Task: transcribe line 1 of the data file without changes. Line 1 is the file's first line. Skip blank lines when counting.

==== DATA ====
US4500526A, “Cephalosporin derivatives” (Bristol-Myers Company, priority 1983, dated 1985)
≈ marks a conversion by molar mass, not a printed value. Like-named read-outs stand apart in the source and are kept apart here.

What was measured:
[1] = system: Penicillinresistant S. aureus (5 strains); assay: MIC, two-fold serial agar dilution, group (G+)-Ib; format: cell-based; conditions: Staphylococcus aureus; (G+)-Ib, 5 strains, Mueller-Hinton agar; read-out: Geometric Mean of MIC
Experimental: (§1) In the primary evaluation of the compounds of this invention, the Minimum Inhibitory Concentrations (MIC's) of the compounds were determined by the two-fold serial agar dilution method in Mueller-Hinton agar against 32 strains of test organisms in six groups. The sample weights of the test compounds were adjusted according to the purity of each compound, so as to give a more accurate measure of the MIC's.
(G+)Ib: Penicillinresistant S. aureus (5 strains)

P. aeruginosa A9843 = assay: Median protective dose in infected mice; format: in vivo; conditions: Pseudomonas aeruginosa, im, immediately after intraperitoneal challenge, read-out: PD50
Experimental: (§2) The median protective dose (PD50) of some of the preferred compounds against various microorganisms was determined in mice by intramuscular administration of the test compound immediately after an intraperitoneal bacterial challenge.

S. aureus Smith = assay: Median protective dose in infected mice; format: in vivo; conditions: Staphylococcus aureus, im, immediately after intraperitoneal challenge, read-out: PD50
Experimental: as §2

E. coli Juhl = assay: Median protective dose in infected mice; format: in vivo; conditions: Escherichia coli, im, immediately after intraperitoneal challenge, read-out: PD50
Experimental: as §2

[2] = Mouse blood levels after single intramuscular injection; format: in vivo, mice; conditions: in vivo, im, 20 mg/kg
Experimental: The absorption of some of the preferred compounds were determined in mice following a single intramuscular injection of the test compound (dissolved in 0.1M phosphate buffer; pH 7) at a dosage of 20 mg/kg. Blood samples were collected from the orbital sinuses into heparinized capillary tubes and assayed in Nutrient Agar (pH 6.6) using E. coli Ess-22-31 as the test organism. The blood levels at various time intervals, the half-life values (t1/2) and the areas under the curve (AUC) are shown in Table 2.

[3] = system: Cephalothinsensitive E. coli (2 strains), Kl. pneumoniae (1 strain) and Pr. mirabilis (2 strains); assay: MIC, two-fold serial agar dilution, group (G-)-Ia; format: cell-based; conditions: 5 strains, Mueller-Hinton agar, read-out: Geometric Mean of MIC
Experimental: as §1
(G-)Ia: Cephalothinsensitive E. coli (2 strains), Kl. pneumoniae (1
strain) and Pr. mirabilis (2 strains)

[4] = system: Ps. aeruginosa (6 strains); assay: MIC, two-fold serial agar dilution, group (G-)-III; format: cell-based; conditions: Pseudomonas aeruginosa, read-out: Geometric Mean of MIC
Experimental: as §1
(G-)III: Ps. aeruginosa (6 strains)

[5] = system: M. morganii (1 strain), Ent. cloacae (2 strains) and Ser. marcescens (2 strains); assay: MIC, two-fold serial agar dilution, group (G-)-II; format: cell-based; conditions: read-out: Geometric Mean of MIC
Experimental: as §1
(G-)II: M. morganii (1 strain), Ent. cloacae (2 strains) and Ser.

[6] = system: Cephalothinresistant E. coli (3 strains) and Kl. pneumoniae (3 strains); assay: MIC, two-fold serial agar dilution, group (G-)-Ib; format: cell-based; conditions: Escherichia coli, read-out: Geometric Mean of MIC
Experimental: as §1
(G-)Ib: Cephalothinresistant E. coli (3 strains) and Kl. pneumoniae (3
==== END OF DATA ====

US4500526A, “Cephalosporin derivatives” (Bristol-Myers Company, priority 1983, dated 1985)